Love Your Anxiety (Or at least get to know it)
I know it sounds crazy to even imagine “loving” your anxiety. But one of the fundamental truths about being human is that we have emotions, including anxiety. What makes us human is that we also have the ability to make meaning of our experiences and that meaning-making is what turns a simple emotion into a recipe for disaster.
Anxiety is fear of a future negative outcome. Stress has to do with not wanting to be in the present that you find yourself in. We imagine that outcome over a range from slight discomfort to a major catastrophe.
Some amount of sympathetic nervous system activation (which causes stress and anxiety) is needed to keep us cautious and therefore keep us safe. But the anxious state is meant to be a short-term, action-inducing state. So when anxiety runs amok, our bodies suffer. There’s a fascinating book called “Why Zebras Don’t Get Ulcers” that describes all the different body systems that are affected when stress hormones predominate in the body.
Stress and anxiety happen in the mind and the body. The mind has a random thought that we believe, and the body reacts with tension and often uncomfortable sensations in the gut or the chest. Tightness in the body often restricts breathing as well which can lead to a hold host of other sensations. All this discomfort creates a state of mind that is geared toward getting away from the discomfort at all costs, leading to smoking, drinking, overeating, yelling at your loved ones, etc. Too much anxiety can even lead to a crash, which then feels like depression.
So what’s the solution? Love your anxiety (ok, I know that’s not going to happen!). At the
very least, though, to change and anxious state we need to acknowledge and accept that it is happening. Anxiety is part of our self-protective capacity. It is an indicator of something that needs attention. It is a call to action.
What’s your anxious feeling telling you? Maybe it’s telling you you’re overworked and need a break? Maybe it’s telling you that you don’t feel safe or fulfilled in your current relationship or career? Or maybe it is telling you that you have some work to do on your self-confidence or ability to set boundaries? In order to figure out what it is telling us, we need to pause and listen while recognizing that the emotions don’t have to control us, we do have a choice about how to feel.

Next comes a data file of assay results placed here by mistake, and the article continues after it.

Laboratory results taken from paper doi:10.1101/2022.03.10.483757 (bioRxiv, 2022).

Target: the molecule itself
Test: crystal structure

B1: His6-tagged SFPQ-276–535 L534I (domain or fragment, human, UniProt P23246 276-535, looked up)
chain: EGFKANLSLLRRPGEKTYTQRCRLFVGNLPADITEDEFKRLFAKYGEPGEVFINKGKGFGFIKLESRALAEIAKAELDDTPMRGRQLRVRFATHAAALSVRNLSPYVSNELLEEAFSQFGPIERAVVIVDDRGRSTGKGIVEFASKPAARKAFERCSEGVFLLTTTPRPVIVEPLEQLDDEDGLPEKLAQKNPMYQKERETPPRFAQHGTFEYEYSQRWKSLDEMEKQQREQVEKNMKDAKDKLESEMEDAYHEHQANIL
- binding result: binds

Some simple ways to work with an anxious mood in the moment:
- Allow it to be without judging it as “bad” or “wrong” or somehow a sign of your failure. The extra layer of “shoulding” just makes the anxiety worse.
- Be curious about what triggered the anxious state.
- Give your anxiety something to do. Anxiety often shows up in the body as a jittery feeling. This is excess energy in need of direction. So dance, shake, shimmy, walk, run, do some vigorous yoga. Get the energy out and then try to do something a bit more quieting.
- Notice the anxiety as body tension and let go of tension in the muscles. Tight shoulders? Let them drop. Tight jaw? Let it drop.
- Uncomfortable sensation in the belly? That might be just the result of the abdominal muscles tensing. You might take over the tension (tighten your ab muscles) and then stop tensing, allowing the muscles to let go.
- We humans seem to have a natural tendency to catastrophize. Maybe instead of catastrophising, ask yourself: “OK, it feels like everything could go wrong, and is there any way this could go right?”
- Pay attention to your exhales, even making them longer. Exhaling lowers your heartrate, which gets elevated during stress.
- Ask for help. Social interaction with a safe, supportive other is one of the ways that we humans calm down.
- Stay away from coffee – yep, coffee drinkers have been shown to have random spikes in their anxiety during the day.
- Look around your environment, recognizing that you’re physically safe and that there aren’t any threats in your immediate vicinity. You might notice and name 3 objects that you see, 2 sounds you hear, and one thing you feel with your sense of touch. or you might count all the objects you see of a certain color or shape. Anything that breaks up the circular or negative thought pattern that is making you anxious.
Of course there are many other ways to deal with anxiety, including lifestyle habits of getting enough sleep and exercise. Do you have a favorite? Share it with us!